One of my favorite subjects to discuss (and the focus of my dissertation) is humility. This often misunderstood phenomenon is one of the most needed, yet least found character traits in Western society today. But what actually is humility?

This weekend, I will be helping to lead a group of teens to engage a theme that is contrary to just about every notion recognizable in culture today: “It’s Not About Me!” Society screams that the me-centric lifestyle is a must in our (disgusting) over-emphasis on self in our technology (MySpace was followed by Facebook was followed by the Selfie as king or queen of the average teen). While a decade and a half ago when I was growing up we did emphasize self-esteem, I think we were able to differentiate that construct from the seeming self-addiction that clouds our culture today. But what can actually be done about the me-cravings?

The first thing that can be done is to point toward positive examples of humility. These examples are present, and even the media will pick up on them every now and again, but the problem is we put so much attention on the Biebers, Lohans, and Kardashians of the world (not to mention all of the media hungry individuals that seem to pop up on reality TV) that we have drowned out the people that consistently show care and concern for others, aren’t self-absorbed, and seek to serve.

The second thing to be done is to encourage people to know themselves enough that they don’t have to be absorbed with themselves. That is the irony of our society, we are probably more self-focused than at any other time in history, but yet we seem to really not even know (or be willing to admit what we know about) ourselves.

From now through Monday, humility will be the major focus of this space (with Friday being a special edition of “Coaching Corner” on humility), as we work to promote other-focused individuals, teams, and organizations that truly get the importance of caring for one another so that we all can grow – together!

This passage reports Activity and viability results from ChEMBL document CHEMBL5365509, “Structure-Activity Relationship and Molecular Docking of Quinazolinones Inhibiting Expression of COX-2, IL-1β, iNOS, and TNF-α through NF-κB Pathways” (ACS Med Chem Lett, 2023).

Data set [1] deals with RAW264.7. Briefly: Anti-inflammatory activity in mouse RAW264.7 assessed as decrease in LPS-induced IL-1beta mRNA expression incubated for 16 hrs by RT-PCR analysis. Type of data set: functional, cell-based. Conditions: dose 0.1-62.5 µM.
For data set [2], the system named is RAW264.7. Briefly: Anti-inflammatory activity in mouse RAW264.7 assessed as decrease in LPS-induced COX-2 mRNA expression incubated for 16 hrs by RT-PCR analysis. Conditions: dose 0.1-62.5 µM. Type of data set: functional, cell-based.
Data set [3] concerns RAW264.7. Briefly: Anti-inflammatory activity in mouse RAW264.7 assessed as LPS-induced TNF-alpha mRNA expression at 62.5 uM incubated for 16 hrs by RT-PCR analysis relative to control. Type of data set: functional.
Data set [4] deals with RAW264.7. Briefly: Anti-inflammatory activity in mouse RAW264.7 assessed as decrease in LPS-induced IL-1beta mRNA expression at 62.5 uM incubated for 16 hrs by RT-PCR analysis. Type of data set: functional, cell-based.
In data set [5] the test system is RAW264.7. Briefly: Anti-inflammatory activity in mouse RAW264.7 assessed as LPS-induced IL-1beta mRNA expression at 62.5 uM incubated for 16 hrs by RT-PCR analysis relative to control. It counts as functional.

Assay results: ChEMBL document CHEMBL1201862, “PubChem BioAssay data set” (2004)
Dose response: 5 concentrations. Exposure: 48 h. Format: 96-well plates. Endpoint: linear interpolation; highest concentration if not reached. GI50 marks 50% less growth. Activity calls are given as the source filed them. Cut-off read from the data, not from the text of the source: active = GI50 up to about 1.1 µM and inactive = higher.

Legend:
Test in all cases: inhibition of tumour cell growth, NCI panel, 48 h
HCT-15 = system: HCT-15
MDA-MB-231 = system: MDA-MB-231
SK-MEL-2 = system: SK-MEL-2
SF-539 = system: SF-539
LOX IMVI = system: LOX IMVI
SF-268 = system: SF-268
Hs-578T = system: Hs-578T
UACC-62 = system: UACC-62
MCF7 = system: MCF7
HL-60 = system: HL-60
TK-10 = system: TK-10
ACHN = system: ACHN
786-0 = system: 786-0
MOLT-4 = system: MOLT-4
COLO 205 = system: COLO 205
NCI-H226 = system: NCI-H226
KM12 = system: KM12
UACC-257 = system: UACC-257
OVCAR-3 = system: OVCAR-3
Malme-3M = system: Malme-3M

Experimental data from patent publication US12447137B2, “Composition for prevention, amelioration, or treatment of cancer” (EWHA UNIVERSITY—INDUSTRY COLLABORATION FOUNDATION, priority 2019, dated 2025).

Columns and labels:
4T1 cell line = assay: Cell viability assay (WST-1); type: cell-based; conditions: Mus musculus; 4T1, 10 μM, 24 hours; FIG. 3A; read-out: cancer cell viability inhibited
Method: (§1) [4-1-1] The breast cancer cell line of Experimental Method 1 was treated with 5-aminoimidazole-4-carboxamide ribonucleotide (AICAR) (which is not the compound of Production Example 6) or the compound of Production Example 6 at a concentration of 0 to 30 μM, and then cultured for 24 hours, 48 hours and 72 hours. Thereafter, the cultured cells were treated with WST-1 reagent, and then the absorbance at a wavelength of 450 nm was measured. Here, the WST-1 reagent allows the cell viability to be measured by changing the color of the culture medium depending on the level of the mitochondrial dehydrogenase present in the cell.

Stay tuned!

Think on these things

How often do we get that frame of mind when we are in the midst of conflict that the individual that we are “against” is just downright awful? When everything they do is just wrong, malicious, idiotic, etc.? How often do we judge and perceive their actions with a different standard than we apply to others? How many times have homes, offices, governments, etc. been destroyed by grudges, misunderstandings, unwillingness to listen, and closed thinking toward people and issues? Conflict is so rampant in our world (not that it is always bad, I contend along with many others that there is idea conflict and personality conflict, the latter being detrimental, the former being helpful) and it breaks down so many important relationships simply by the way we think about people.

There is a passage in the Christians Scriptures in which Paul, the Apostle, writes to a group of Christians who are in the midst of conflict (hold-out here if you don’t identify as Christian or religious, this is all about relationships). He identifies that conflict has been part of the framework of this group, and the particular conflict that they faced stems from selfishness and an unwillingness to think about others in a way that makes them an equal and valuable to the group.

Paul first shows examples of those that have been proven to be honored in their group through their selfless actions (as an aside, this is written into a collectivist culture, so honor and shame would be the primary factors for thinking about how people function according to accepted norms). This is intended to point people to a better way of living selflessly, then toward the end of his letter he says this:

“8 And now, brothers, as I close this letter, let me say this one more thing: Fix your thoughts on what is true and good and right. Think about things that are pure and lovely, and dwell on the fine, good things in others. Think about all you can praise God for and be glad about. 9 Keep putting into practice all you learned from me and saw me doing, and the God of peace will be with you.” (Phil. 4:8-9, TLB)Image

What would happen if we framed our thoughts about others from what is good about them (and in them) as opposed to the negative? What would happen to our homes, neighborhoods, businesses, government, etc? Can you imagine not looking at someone with a negative label? What if, through looking at, and for, the good in them you were able to totally reframe your relationship? Are you willing to take the step?

Start looking for the good, true and right in others. Find out what makes them who they are. Ask questions, be empathetic, and care about them.